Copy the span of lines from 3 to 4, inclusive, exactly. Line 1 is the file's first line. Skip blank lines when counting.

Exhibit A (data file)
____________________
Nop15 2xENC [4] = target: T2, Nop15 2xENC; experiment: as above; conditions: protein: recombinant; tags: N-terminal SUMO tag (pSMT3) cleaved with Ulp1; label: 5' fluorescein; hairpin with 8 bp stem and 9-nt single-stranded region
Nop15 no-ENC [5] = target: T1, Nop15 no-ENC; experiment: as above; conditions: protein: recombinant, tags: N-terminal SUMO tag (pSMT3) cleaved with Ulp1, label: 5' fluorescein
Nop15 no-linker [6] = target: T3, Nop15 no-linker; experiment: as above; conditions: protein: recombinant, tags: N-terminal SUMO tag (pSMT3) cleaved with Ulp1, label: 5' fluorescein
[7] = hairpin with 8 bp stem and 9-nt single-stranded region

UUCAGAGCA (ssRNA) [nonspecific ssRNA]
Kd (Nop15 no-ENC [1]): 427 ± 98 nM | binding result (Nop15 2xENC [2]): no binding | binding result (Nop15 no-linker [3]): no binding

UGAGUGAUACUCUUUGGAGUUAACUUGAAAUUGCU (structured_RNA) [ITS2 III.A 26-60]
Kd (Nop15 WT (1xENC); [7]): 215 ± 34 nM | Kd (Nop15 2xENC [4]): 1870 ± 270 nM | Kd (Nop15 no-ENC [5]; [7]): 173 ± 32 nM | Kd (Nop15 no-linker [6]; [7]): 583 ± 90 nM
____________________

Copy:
Nop15 no-linker [6] = target: T3, Nop15 no-linker; experiment: as above; conditions: protein: recombinant, tags: N-terminal SUMO tag (pSMT3) cleaved with Ulp1, label: 5' fluorescein
[7] = hairpin with 8 bp stem and 9-nt single-stranded region